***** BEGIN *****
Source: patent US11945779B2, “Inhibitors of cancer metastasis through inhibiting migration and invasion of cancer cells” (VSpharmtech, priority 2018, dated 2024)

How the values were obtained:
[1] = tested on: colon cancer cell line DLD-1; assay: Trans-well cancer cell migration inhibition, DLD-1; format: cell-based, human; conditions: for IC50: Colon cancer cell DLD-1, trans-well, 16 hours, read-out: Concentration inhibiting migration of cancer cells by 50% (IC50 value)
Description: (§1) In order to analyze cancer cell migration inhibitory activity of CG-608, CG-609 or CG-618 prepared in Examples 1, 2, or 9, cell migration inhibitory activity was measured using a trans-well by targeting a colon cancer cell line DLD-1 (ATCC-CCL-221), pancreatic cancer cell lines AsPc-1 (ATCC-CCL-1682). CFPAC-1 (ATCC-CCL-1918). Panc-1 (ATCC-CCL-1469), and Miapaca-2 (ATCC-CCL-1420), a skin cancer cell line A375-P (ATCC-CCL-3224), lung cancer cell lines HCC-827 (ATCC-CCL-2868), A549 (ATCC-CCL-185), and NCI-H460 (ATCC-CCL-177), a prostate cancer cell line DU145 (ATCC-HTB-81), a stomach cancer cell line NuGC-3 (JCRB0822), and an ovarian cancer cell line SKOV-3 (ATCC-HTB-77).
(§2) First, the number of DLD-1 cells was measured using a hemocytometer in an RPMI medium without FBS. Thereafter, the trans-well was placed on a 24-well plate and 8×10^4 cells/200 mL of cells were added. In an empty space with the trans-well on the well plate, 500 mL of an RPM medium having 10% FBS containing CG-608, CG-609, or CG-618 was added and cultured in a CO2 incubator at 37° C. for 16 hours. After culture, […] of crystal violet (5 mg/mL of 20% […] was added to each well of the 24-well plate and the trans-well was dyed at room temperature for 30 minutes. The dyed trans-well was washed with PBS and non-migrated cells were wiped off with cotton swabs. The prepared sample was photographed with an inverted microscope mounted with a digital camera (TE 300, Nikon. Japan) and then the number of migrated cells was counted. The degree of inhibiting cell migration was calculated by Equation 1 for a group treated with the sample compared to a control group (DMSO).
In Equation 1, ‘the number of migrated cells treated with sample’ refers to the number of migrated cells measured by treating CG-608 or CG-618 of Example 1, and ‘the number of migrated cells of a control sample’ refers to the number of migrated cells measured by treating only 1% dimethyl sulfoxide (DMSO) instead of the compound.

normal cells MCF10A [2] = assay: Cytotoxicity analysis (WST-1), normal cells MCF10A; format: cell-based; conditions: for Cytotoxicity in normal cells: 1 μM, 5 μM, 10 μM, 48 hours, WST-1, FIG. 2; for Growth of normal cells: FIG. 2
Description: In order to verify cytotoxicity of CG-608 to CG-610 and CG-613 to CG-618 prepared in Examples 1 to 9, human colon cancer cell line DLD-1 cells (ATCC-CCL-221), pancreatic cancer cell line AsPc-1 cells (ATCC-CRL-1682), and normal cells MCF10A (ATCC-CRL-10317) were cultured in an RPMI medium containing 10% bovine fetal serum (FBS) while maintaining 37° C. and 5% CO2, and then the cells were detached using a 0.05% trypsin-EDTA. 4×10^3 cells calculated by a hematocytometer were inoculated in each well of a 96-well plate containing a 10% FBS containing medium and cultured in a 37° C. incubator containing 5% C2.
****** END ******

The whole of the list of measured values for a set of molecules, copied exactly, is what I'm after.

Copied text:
Source: patent US11945779B2, “Inhibitors of cancer metastasis through inhibiting migration and invasion of cancer cells” (VSpharmtech, priority 2018, dated 2024)

How the values were obtained:
[1] = tested on: colon cancer cell line DLD-1; assay: Trans-well cancer cell migration inhibition, DLD-1; format: cell-based, human; conditions: for IC50: Colon cancer cell DLD-1, trans-well, 16 hours, read-out: Concentration inhibiting migration of cancer cells by 50% (IC50 value)
Description: (§1) In order to analyze cancer cell migration inhibitory activity of CG-608, CG-609 or CG-618 prepared in Examples 1, 2, or 9, cell migration inhibitory activity was measured using a trans-well by targeting a colon cancer cell line DLD-1 (ATCC-CCL-221), pancreatic cancer cell lines AsPc-1 (ATCC-CCL-1682). CFPAC-1 (ATCC-CCL-1918). Panc-1 (ATCC-CCL-1469), and Miapaca-2 (ATCC-CCL-1420), a skin cancer cell line A375-P (ATCC-CCL-3224), lung cancer cell lines HCC-827 (ATCC-CCL-2868), A549 (ATCC-CCL-185), and NCI-H460 (ATCC-CCL-177), a prostate cancer cell line DU145 (ATCC-HTB-81), a stomach cancer cell line NuGC-3 (JCRB0822), and an ovarian cancer cell line SKOV-3 (ATCC-HTB-77).
(§2) First, the number of DLD-1 cells was measured using a hemocytometer in an RPMI medium without FBS. Thereafter, the trans-well was placed on a 24-well plate and 8×10^4 cells/200 mL of cells were added. In an empty space with the trans-well on the well plate, 500 mL of an RPM medium having 10% FBS containing CG-608, CG-609, or CG-618 was added and cultured in a CO2 incubator at 37° C. for 16 hours. After culture, […] of crystal violet (5 mg/mL of 20% […] was added to each well of the 24-well plate and the trans-well was dyed at room temperature for 30 minutes. The dyed trans-well was washed with PBS and non-migrated cells were wiped off with cotton swabs. The prepared sample was photographed with an inverted microscope mounted with a digital camera (TE 300, Nikon. Japan) and then the number of migrated cells was counted. The degree of inhibiting cell migration was calculated by Equation 1 for a group treated with the sample compared to a control group (DMSO).
In Equation 1, ‘the number of migrated cells treated with sample’ refers to the number of migrated cells measured by treating CG-608 or CG-618 of Example 1, and ‘the number of migrated cells of a control sample’ refers to the number of migrated cells measured by treating only 1% dimethyl sulfoxide (DMSO) instead of the compound.

normal cells MCF10A [2] = assay: Cytotoxicity analysis (WST-1), normal cells MCF10A; format: cell-based; conditions: for Cytotoxicity in normal cells: 1 μM, 5 μM, 10 μM, 48 hours, WST-1, FIG. 2; for Growth of normal cells: FIG. 2
Description: In order to verify cytotoxicity of CG-608 to CG-610 and CG-613 to CG-618 prepared in Examples 1 to 9, human colon cancer cell line DLD-1 cells (ATCC-CCL-221), pancreatic cancer cell line AsPc-1 cells (ATCC-CRL-1682), and normal cells MCF10A (ATCC-CRL-10317) were cultured in an RPMI medium containing 10% bovine fetal serum (FBS) while maintaining 37° C. and 5% CO2, and then the cells were detached using a 0.05% trypsin-EDTA. 4×10^3 cells calculated by a hematocytometer were inoculated in each well of a 96-well plate containing a 10% FBS containing medium and cultured in a 37° C. incubator containing 5% C2.